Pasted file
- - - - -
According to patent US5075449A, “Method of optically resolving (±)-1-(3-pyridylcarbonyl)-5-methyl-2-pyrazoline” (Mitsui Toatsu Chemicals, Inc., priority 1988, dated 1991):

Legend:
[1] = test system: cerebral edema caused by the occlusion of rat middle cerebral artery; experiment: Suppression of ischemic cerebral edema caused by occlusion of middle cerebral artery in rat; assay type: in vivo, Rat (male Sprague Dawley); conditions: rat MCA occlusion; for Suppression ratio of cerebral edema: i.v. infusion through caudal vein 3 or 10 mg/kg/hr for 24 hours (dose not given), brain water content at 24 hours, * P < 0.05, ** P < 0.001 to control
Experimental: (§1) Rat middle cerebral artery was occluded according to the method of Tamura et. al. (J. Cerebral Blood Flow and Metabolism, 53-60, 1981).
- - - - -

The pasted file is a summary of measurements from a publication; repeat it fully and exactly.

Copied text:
According to patent US5075449A, “Method of optically resolving (±)-1-(3-pyridylcarbonyl)-5-methyl-2-pyrazoline” (Mitsui Toatsu Chemicals, Inc., priority 1988, dated 1991):

Legend:
[1] = test system: cerebral edema caused by the occlusion of rat middle cerebral artery; experiment: Suppression of ischemic cerebral edema caused by occlusion of middle cerebral artery in rat; assay type: in vivo, Rat (male Sprague Dawley); conditions: rat MCA occlusion; for Suppression ratio of cerebral edema: i.v. infusion through caudal vein 3 or 10 mg/kg/hr for 24 hours (dose not given), brain water content at 24 hours, * P < 0.05, ** P < 0.001 to control
Experimental: (§1) Rat middle cerebral artery was occluded according to the method of Tamura et. al. (J. Cerebral Blood Flow and Metabolism, 53-60, 1981).